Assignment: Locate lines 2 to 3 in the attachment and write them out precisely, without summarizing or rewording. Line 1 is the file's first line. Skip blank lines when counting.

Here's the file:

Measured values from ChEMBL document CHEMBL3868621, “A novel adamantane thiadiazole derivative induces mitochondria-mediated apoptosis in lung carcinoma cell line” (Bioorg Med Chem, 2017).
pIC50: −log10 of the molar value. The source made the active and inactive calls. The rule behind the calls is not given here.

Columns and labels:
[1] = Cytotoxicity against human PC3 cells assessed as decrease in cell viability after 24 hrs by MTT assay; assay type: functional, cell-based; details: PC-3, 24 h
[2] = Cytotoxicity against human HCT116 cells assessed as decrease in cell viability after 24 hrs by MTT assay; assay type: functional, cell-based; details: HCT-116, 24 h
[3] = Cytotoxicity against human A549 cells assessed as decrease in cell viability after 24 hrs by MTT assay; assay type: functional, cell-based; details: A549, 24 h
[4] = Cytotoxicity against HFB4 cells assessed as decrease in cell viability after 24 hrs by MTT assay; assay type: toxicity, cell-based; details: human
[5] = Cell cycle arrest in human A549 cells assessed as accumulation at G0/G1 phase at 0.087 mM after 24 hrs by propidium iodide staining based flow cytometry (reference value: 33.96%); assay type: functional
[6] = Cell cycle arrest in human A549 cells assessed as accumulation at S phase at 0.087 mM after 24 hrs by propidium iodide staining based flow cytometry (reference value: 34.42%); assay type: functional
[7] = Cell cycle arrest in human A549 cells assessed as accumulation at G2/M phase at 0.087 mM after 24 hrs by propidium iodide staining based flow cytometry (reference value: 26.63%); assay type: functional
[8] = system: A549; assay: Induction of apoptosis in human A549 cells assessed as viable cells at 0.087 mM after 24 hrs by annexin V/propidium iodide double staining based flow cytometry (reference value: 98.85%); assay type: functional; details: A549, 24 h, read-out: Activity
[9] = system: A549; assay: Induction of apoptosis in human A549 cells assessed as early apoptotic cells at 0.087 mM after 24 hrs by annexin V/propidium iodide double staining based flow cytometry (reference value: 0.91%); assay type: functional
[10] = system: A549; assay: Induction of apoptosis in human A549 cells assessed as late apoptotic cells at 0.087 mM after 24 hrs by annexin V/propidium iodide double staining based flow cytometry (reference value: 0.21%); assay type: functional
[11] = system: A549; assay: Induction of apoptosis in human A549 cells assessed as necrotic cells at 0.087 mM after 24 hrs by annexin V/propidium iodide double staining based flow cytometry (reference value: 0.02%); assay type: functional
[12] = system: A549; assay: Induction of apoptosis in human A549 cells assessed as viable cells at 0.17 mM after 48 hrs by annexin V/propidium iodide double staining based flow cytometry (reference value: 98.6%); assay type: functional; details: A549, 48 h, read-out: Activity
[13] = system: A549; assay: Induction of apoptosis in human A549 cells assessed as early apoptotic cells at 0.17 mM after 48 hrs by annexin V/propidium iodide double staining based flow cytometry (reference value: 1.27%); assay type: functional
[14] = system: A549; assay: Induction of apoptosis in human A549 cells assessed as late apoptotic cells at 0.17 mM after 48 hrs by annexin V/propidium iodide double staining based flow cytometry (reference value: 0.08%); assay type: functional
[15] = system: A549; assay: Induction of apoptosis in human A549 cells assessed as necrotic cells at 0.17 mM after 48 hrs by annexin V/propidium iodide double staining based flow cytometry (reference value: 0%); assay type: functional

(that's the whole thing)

pIC50: −log10 of the molar value. The source made the active and inactive calls. The rule behind the calls is not given here.

Columns and labels: